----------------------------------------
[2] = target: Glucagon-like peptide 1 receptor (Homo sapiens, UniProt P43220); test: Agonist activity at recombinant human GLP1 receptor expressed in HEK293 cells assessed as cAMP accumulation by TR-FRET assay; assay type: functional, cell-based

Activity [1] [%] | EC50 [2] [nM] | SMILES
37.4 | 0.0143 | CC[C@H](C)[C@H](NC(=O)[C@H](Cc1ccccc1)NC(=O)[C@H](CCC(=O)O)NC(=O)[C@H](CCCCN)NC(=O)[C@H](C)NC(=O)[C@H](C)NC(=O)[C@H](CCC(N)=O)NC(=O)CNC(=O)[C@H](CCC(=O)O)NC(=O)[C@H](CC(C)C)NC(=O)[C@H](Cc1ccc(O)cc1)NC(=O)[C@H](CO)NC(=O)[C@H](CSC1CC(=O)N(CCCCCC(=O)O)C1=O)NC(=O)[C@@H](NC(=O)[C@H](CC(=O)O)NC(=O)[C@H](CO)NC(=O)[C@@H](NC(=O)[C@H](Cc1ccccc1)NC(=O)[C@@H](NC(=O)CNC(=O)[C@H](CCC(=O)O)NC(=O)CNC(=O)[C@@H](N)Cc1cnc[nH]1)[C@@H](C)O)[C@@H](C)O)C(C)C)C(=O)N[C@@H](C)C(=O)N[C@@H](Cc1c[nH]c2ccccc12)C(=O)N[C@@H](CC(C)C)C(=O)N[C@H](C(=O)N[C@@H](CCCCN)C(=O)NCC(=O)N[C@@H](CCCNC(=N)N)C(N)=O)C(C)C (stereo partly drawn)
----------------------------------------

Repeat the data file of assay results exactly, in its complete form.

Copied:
[2] = target: Glucagon-like peptide 1 receptor (Homo sapiens, UniProt P43220); test: Agonist activity at recombinant human GLP1 receptor expressed in HEK293 cells assessed as cAMP accumulation by TR-FRET assay; assay type: functional, cell-based

Activity [1] [%] | EC50 [2] [nM] | SMILES
37.4 | 0.0143 | CC[C@H](C)[C@H](NC(=O)[C@H](Cc1ccccc1)NC(=O)[C@H](CCC(=O)O)NC(=O)[C@H](CCCCN)NC(=O)[C@H](C)NC(=O)[C@H](C)NC(=O)[C@H](CCC(N)=O)NC(=O)CNC(=O)[C@H](CCC(=O)O)NC(=O)[C@H](CC(C)C)NC(=O)[C@H](Cc1ccc(O)cc1)NC(=O)[C@H](CO)NC(=O)[C@H](CSC1CC(=O)N(CCCCCC(=O)O)C1=O)NC(=O)[C@@H](NC(=O)[C@H](CC(=O)O)NC(=O)[C@H](CO)NC(=O)[C@@H](NC(=O)[C@H](Cc1ccccc1)NC(=O)[C@@H](NC(=O)CNC(=O)[C@H](CCC(=O)O)NC(=O)CNC(=O)[C@@H](N)Cc1cnc[nH]1)[C@@H](C)O)[C@@H](C)O)C(C)C)C(=O)N[C@@H](C)C(=O)N[C@@H](Cc1c[nH]c2ccccc12)C(=O)N[C@@H](CC(C)C)C(=O)N[C@H](C(=O)N[C@@H](CCCCN)C(=O)NCC(=O)N[C@@H](CCCNC(=N)N)C(N)=O)C(C)C (stereo partly drawn)